with:
                persist-credentials: false
    
            - name: "Run analysis"
              uses: ossf/scorecard-action@99c53751e09b9529366343771cc321ec74e9bd3d # v2.0.6
              with:
                results_file: results.sarif
                results_format: sarif
                  repo_token: ${{ secrets.SCORECARD_TOKEN }}
    
                # Public repositories:
                #   - Publish results to OpenSSF REST API for easy access by consumers
                #   - Allows the repository to include the Scorecard badge.
                #   - See https://github.com/ossf/scorecard-action#publishing-results.
                # For private repositories:
                #   - `publish_results` will always be set to `false`, regardless
                #     of the value entered here.
                publish_results: false
    
            # Upload the results as artifacts (optional). Commenting out will disable uploads of run results in SARIF
            # format to the repository Actions tab.
            - name: "Upload artifact"
              uses: actions/upload-artifact@3cea5372237819ed00197afe530f5a7ea3e805c8 # v3.1.0
              with:
                name: SARIF file
                path: results.sarif
                retention-days: 5
    
            # Upload the results to GitHub's code scanning dashboard.
            - name: "Upload to code-scanning"
              uses: github/codeql-action/upload-sarif@807578363a7869ca324a79039e6db9c843e0e100 # v2.1.27
              with:
                sarif_file: results.sarif
    

In this example, the on block defines the trigger for the workflow, which is a push event to the main branch. The jobs block defines the steps that are performed by the workflow. In this case, the workflow has an analysis job that runs on an Ubuntu virtual machine. The job has three steps:

  • actions/checkout@<sha>: This action checks out the code from the repository to the virtual machine.

  • ossf/scorecard-action@<sha>: This action runs an OSSF Scorecard section on the repo to identify any misconfigurations based on the OSSF rules.

  • actions/upload-artifact@<sha>:: This action runs an upload artifact - the sarif file result from the scorecard action

  • actions/upload-artifact@<sha>:: This action uploads OSSF Scorecard results to the code scanning alerts to the dashboard.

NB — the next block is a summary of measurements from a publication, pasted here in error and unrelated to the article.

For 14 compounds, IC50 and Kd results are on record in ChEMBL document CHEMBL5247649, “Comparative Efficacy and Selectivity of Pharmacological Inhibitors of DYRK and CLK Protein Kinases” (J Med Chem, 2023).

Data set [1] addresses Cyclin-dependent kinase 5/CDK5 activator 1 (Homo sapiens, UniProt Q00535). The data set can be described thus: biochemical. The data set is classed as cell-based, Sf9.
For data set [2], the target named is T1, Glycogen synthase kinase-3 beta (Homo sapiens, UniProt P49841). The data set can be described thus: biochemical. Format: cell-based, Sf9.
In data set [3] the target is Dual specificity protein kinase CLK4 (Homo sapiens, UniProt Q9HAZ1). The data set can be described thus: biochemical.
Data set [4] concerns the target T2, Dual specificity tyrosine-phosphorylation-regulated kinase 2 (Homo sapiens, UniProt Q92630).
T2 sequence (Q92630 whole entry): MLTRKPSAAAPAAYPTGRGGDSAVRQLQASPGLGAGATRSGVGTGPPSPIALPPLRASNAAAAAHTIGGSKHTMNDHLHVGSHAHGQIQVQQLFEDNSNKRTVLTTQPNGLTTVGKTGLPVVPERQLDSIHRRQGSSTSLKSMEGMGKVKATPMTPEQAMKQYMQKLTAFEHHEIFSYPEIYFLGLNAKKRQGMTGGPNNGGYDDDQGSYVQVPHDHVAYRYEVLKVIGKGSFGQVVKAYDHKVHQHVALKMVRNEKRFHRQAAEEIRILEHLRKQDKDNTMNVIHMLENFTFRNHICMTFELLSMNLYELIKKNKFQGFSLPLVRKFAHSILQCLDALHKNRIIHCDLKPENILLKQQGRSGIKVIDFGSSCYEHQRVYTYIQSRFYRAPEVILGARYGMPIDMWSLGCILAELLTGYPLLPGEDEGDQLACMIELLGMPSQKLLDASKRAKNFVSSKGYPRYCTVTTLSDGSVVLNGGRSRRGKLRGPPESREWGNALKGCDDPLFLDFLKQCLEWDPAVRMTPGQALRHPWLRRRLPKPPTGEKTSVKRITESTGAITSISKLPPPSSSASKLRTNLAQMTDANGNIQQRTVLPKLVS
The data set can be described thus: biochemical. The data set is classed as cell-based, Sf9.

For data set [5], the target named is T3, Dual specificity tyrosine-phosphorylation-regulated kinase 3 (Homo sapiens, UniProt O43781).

Code scanning Alerts

Using the OSSF Score card in conjunction with code scanning alerts can be a powerful way to ensure the security of your projects in the enterprise. By integrating the OSSF Scorecard with code scanning alerts, you can receive notifications whenever a check fails or a score falls below a certain threshold. This can help you stay informed about the security of your repository and take prompt action to fix any identified issues.

You can see the details of the check and the remediation steps to fix it.

To view code scanning alerts of all your repositories in the organization, you can go to the "Security" section. Monitoring code scanning alerts is an important part of maintaining the security of your repositories in the enterprise. Regularly reviewing and addressing any identified vulnerabilities can help ensure that your projects are secure and protect your organization against potential vulnerabilities. Here is the screenshot of the sample Security Risk of your organization.

Best Practices

It is important to note that the OSSF Scorecard is just one tool that can help you assess the security of your repositories. It is recommended that you use a combination of tools and best practices to ensure the security of your projects in the enterprise. Some other best practices to consider include the following:

  • Regularly updating dependencies and keeping them up-to-date.

  • Using secure coding practices and following best practices for secure development.

  • Regularly scanning your code for vulnerabilities using tools such as CodeQL or other SAST tools.

  • Implementing branch protection and code review processes to ensure that code is reviewed before it is merged.

  • Creating and maintaining a security policy that outlines the steps taken to ensure the security of the project.

  • Cryptographically signing releases to ensure the authenticity and integrity of those releases.

By following these best practices and using tools like the OSSF Scorecard, you can help improve the security of your projects in the enterprise and protect your organization against potential vulnerabilities.

Conclusion

Using the OSSF Scorecard, you can get a comprehensive view of the security measures taken in your repository and identify areas for improvement. You can also use the scorecard in conjunction with code scanning alerts to receive notifications when potential vulnerabilities or security issues are discovered, allowing you to take prompt action to fix those issues.

Overall, the OSSF Scorecard is a valuable tool for assessing and improving the security of your projects in the enterprise. By using it regularly, you can ensure that your projects are secure and well-maintained, and you can demonstrate to your customers and stakeholders that you are committed to maintaining a high level of security.

I'm Siva - Director, DevOps & Principal Architect at Computer Enterprises Inc from Orlando. I'm an AWS Community builder. I write blogs and tutorials about Cloud, Containers, IoT, and DevOps. If you are interested, please follow me @ksivamuthu on Twitter or check out my blogs at sivamuthukumar.com